Immunometabolic profiling of T cells from patients with relapsing-remitting multiple sclerosis reveals an impairment in glycolysis and mitochondrial respiration

Claudia La Rocca, Fortunata Carbone, Veronica De Rosa, Alessandra Colamatteo, Mario Galgani, Francesco Perna, Roberta Lanzillo, Vincenzo Brescia Morra, Giuseppe Orefice, Ilaria Cerillo, Ciro Florio, Giorgia Teresa Maniscalco, Marco Salvetti, Diego Centonze, Antonio Uccelli, Salvatore Longobardi, Andrea Visconti, Giuseppe Matarese

Research output: Contribution to journalArticlepeer-review


Background Metabolic reprogramming is shaped to support specific cell functions since cellular metabolism controls the final outcome of immune response. Multiple sclerosis (MS) is an autoimmune disease resulting from loss of immune tolerance against central nervous system (CNS) myelin. Metabolic alterations of T cells occurring during MS are not yet well understood and their studies could have relevance in the comprehension of the pathogenetic events leading to loss of immune tolerance to self and to develop novel therapeutic strategies aimed at limiting MS progression. Methods and Results In this report, we observed that extracellular acidification rate (ECAR) and oxygen consumption rate (OCR), indicators of glycolysis and oxidative phosphorylation, respectively, were impaired during T cell activation in naïve-to-treatment relapsing remitting (RR)MS patients when compared with healthy controls. These results were also corroborated at biochemical level by a reduced expression of the glycolitic enzymes aldolase, enolase 1, hexokinase I, and by reduction of Krebs cycle enzymes dihydrolipoamide-S-acetyl transferase (DLAT) and dihydrolipoamide-S-succinyl transferase (DLST). Treatment of RRMS patients with interferon beta-1a (IFN beta-1a) was able to restore T cell glycolysis and mitochondrial respiration as well as the amount of the metabolic enzymes to a level comparable to that of healthy controls. These changes associated with an up-regulation of the glucose transporter-1 (GLUT-1), a key element in intracellular transport of glucose. Conclusions Our data suggest that T cells from RRMS patients display a reduced engagement of glycolysis and mitochondrial respiration, reversible upon IFN beta-1a treatment, thus suggesting an involvement of an altered metabolism in the pathogenesis of MS.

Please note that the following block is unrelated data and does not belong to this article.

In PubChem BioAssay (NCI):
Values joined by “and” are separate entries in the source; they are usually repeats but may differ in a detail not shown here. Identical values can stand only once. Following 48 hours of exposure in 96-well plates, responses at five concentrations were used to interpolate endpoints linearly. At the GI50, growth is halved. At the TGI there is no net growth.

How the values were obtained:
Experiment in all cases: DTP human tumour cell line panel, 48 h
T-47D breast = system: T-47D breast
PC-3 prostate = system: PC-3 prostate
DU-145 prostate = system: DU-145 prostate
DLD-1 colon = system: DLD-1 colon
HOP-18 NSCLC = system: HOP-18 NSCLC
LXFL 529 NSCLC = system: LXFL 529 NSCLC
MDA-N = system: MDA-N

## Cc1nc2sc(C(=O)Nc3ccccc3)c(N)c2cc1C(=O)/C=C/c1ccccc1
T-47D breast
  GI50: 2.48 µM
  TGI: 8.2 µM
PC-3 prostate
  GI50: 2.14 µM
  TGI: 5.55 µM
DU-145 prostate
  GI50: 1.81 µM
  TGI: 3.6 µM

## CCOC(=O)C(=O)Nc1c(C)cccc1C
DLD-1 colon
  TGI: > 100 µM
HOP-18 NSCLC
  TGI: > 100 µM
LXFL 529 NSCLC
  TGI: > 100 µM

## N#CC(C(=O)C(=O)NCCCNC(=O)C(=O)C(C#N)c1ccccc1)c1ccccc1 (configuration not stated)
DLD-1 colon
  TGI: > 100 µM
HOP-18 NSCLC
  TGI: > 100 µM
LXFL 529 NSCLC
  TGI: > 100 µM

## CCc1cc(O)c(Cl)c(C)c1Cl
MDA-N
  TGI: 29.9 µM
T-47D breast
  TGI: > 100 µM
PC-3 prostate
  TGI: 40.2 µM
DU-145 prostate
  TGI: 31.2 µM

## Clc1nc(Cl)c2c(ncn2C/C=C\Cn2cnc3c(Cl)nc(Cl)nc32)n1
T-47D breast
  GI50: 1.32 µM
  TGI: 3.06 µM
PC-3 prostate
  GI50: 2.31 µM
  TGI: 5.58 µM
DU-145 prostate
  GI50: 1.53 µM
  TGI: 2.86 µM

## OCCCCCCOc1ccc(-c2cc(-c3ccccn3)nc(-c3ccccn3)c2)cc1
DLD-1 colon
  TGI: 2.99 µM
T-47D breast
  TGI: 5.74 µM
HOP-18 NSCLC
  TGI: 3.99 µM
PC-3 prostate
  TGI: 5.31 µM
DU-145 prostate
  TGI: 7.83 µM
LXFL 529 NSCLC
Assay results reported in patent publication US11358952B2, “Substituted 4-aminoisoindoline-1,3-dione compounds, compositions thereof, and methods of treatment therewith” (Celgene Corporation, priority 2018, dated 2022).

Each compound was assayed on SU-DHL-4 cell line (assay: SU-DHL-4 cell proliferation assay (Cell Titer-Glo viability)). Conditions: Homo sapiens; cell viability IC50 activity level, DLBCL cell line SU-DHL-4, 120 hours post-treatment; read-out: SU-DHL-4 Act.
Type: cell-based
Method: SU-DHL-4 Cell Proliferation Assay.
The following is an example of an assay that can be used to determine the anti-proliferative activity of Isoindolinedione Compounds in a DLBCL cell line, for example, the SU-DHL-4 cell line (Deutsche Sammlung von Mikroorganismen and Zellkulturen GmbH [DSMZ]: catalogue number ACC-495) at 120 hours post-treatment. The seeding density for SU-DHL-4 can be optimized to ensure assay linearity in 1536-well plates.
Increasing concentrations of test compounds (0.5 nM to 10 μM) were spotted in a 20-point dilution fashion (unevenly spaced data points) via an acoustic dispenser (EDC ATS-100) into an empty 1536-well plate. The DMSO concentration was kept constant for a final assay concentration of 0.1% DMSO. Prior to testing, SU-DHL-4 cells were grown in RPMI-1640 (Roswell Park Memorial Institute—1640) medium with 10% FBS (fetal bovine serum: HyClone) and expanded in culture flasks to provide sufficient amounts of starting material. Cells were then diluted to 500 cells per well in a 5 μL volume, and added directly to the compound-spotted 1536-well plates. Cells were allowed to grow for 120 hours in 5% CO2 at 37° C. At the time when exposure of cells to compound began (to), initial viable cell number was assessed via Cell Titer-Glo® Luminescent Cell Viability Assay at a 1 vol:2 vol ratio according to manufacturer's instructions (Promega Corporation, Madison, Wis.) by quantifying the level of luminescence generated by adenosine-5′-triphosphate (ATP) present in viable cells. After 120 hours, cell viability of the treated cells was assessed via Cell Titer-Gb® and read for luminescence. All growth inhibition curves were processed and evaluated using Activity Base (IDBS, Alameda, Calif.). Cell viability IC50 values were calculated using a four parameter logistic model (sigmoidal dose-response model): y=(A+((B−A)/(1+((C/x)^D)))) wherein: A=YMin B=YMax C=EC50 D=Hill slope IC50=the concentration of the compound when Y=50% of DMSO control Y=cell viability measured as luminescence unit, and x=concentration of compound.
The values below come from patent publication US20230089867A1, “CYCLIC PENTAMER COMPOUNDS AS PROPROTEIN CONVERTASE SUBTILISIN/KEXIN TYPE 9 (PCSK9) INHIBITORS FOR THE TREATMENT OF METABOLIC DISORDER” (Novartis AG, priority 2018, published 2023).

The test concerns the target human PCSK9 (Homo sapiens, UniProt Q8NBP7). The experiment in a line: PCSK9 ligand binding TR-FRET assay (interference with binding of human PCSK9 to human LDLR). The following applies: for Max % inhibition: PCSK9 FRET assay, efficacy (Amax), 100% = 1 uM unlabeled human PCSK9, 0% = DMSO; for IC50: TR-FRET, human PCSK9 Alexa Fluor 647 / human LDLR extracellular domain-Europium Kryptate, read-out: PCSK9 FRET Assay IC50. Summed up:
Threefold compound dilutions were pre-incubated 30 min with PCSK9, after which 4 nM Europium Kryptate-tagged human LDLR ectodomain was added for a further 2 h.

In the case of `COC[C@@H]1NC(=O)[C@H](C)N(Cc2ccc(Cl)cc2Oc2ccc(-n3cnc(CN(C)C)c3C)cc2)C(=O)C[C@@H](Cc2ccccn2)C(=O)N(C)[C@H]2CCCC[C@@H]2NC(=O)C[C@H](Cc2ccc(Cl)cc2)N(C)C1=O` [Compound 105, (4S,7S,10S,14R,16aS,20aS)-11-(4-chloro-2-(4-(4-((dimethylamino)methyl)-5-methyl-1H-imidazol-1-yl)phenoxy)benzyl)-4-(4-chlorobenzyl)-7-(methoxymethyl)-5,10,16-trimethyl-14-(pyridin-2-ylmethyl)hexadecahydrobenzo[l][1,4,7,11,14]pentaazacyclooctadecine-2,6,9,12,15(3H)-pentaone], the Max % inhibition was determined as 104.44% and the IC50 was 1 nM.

Original languageEnglish
Pages (from-to)39-46
Number of pages8
JournalMetabolism: Clinical and Experimental
Publication statusPublished - Dec 1 2017


  • Adipocytokines
  • IFN beta-1a
  • Metabolism
  • Multiple sclerosis

ASJC Scopus subject areas

  • Endocrinology, Diabetes and Metabolism
  • Endocrinology


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